In 2007, he became the first artist to be commissioned to install a permanent work at the Louvre, Paris, since Georges Braque some 50 years earlier. The same year, he inaugurated the Monumenta exhibitions series at the Grand Palais in Paris, with works paying special tribute to the poets Paul Celan and Ingeborg Bachmann.
Comprehensive solo exhibitions of Kiefer's work have been organized by the Kunsthalle Düsseldorf (1984); Art Institute of Chicago (1987); Sezon Museum of Art in Tokyo (1993); Neue Nationalgalerie in Berlin (1991); Metropolitan Museum of Art in New York (1998); Fondation Beyeler in Basel (2001); the Modern Art Museum of Fort Worth (2005); the Hirshhorn Museum and Sculpture Garden in Washington D.C. (2006); the San Francisco Museum of Modern Art and the Guggenheim Museum Bilbao (2007). In 2007, the Guggenheim Museum Bilbao presented an extensive survey of recent work. Several of his works were exhibited in 2009 for the first time in the Balearic Islands, in the museum Es Baluard in Palma de Mallorca. In 2012, the Art Gallery of Hamilton presented some of his paintings. London's Royal Academy of Arts mounted the first British retrospective of the artist's work in September 2014.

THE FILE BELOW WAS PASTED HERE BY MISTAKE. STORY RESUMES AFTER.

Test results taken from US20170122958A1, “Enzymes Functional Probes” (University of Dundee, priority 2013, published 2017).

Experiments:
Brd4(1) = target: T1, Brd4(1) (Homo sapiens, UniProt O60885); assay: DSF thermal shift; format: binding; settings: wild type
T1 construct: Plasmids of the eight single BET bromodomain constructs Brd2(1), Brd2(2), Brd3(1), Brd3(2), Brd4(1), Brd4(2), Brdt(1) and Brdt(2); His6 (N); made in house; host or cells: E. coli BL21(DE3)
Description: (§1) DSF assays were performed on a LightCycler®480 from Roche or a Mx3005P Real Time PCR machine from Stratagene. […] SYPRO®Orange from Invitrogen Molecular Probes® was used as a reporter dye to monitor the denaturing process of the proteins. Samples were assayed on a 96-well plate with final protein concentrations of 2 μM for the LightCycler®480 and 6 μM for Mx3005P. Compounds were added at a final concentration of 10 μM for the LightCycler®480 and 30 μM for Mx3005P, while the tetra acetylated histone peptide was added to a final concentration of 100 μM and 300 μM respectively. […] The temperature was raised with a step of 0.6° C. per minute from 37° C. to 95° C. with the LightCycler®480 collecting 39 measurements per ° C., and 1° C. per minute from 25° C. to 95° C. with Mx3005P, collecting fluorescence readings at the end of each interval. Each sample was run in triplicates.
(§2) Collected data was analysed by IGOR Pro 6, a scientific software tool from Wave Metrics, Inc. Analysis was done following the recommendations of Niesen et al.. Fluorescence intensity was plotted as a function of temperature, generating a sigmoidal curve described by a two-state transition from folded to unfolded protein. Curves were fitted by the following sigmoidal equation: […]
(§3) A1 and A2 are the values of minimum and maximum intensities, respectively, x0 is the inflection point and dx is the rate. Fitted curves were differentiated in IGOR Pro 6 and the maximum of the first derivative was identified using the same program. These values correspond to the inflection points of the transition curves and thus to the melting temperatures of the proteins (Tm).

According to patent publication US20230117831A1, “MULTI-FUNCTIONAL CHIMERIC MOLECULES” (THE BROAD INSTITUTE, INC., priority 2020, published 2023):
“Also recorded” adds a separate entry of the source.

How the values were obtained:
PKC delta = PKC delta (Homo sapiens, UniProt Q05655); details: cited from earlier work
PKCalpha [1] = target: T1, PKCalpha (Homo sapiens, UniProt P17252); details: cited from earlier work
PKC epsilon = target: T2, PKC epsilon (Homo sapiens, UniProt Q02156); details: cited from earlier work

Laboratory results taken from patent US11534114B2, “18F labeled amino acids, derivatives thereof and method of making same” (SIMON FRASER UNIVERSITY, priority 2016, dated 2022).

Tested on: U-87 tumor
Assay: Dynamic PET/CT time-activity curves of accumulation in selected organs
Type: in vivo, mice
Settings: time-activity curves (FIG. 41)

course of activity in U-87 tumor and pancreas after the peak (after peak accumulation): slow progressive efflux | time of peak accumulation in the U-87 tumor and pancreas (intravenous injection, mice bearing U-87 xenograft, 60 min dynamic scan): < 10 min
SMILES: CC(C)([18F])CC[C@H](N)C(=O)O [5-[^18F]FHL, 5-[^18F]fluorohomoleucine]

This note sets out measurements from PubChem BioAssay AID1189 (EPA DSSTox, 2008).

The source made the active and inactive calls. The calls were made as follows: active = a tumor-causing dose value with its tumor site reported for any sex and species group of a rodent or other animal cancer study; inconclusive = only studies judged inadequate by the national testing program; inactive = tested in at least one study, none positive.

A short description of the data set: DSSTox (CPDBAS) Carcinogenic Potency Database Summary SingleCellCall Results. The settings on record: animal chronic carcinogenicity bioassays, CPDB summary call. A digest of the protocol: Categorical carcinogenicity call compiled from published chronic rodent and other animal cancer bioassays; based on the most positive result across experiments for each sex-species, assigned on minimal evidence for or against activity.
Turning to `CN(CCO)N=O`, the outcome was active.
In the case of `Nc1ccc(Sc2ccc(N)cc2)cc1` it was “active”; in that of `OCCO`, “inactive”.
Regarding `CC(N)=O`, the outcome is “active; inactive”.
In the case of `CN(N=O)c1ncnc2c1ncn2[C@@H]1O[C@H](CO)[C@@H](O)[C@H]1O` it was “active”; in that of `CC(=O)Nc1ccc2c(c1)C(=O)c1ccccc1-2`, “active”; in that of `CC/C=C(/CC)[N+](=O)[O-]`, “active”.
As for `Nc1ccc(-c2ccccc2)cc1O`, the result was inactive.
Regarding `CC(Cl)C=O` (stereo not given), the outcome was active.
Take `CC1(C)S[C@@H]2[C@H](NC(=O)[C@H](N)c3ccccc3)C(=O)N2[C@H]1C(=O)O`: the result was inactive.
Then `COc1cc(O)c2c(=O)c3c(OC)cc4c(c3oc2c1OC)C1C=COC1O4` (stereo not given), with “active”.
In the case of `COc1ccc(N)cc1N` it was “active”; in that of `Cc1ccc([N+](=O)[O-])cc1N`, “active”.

In 2007 Kiefer was commissioned to create a huge site-specific installation of sculptures and paintings for the inaugural "Monumenta" at the Grand Palais, Paris. With the unveiling of a triptych – the mural Athanor and the two sculptures Danae and Hortus Conclusus – at the Louvre in 2007, Kiefer became the first living artist to create a permanent site-specific installation in the museum since Georges Braque in 1953.
During 2008, Kiefer left his studio complex at Barjac and moved to Paris. A fleet of 110 lorries transported his work to a 35,000 sq ft (3,300 m) warehouse in Croissy-Beaubourg, outside of Paris, that had once been the depository for the La Samaritaine department store. A journalist wrote of Kiefer's abandoned studio complex: "He left behind the great work of Barjac – the art and buildings. A caretaker looks after it. Uninhabited, it quietly waits for nature to take over, because, as we know, over our cities grass will grow. Kiefer spent the summer of 2019 living and working at Barjac."